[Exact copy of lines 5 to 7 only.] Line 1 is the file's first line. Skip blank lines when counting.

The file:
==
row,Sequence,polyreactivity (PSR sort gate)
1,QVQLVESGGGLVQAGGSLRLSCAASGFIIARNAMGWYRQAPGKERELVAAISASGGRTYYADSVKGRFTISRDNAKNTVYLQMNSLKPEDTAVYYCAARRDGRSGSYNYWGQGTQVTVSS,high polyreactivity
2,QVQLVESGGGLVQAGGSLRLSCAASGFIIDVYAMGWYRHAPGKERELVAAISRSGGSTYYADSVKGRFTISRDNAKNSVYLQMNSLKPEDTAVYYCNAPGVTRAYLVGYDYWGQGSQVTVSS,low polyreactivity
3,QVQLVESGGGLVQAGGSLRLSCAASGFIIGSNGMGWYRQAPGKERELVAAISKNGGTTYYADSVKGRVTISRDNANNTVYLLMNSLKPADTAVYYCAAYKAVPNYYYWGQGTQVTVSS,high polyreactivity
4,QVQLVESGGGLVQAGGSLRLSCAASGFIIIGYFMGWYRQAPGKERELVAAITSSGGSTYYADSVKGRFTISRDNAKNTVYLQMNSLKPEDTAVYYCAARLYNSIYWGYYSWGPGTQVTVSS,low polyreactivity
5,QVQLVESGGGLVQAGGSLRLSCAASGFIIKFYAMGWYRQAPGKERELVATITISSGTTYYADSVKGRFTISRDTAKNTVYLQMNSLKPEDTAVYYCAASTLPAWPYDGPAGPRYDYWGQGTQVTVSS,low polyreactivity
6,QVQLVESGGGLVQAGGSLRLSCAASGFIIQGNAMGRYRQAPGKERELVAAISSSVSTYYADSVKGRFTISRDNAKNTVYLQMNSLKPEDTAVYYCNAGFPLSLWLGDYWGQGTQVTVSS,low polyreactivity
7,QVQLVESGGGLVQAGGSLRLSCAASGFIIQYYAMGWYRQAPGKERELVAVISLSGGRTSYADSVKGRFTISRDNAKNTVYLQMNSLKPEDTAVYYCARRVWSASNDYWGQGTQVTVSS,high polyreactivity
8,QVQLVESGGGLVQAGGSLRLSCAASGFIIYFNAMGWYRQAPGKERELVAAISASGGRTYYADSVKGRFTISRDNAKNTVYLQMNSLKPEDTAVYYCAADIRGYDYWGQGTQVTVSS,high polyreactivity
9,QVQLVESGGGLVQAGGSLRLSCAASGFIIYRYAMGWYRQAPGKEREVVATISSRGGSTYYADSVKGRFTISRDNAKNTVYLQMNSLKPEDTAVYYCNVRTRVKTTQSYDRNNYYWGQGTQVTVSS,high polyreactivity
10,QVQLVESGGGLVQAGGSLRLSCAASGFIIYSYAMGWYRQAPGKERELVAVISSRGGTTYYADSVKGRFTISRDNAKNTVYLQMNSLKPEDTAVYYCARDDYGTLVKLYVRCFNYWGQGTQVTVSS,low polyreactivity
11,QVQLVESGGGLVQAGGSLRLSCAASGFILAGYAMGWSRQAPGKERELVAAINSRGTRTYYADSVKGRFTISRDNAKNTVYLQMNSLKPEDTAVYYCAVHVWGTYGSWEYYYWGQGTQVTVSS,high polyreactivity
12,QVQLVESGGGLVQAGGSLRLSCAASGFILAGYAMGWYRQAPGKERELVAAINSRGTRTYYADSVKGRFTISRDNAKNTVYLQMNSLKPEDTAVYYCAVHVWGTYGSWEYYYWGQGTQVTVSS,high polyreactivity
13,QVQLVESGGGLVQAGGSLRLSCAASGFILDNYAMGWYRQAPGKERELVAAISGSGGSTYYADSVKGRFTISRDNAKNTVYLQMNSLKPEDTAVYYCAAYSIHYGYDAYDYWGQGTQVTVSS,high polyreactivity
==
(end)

4,QVQLVESGGGLVQAGGSLRLSCAASGFIIIGYFMGWYRQAPGKERELVAAITSSGGSTYYADSVKGRFTISRDNAKNTVYLQMNSLKPEDTAVYYCAARLYNSIYWGYYSWGPGTQVTVSS,low polyreactivity
5,QVQLVESGGGLVQAGGSLRLSCAASGFIIKFYAMGWYRQAPGKERELVATITISSGTTYYADSVKGRFTISRDTAKNTVYLQMNSLKPEDTAVYYCAASTLPAWPYDGPAGPRYDYWGQGTQVTVSS,low polyreactivity
6,QVQLVESGGGLVQAGGSLRLSCAASGFIIQGNAMGRYRQAPGKERELVAAISSSVSTYYADSVKGRFTISRDNAKNTVYLQMNSLKPEDTAVYYCNAGFPLSLWLGDYWGQGTQVTVSS,low polyreactivity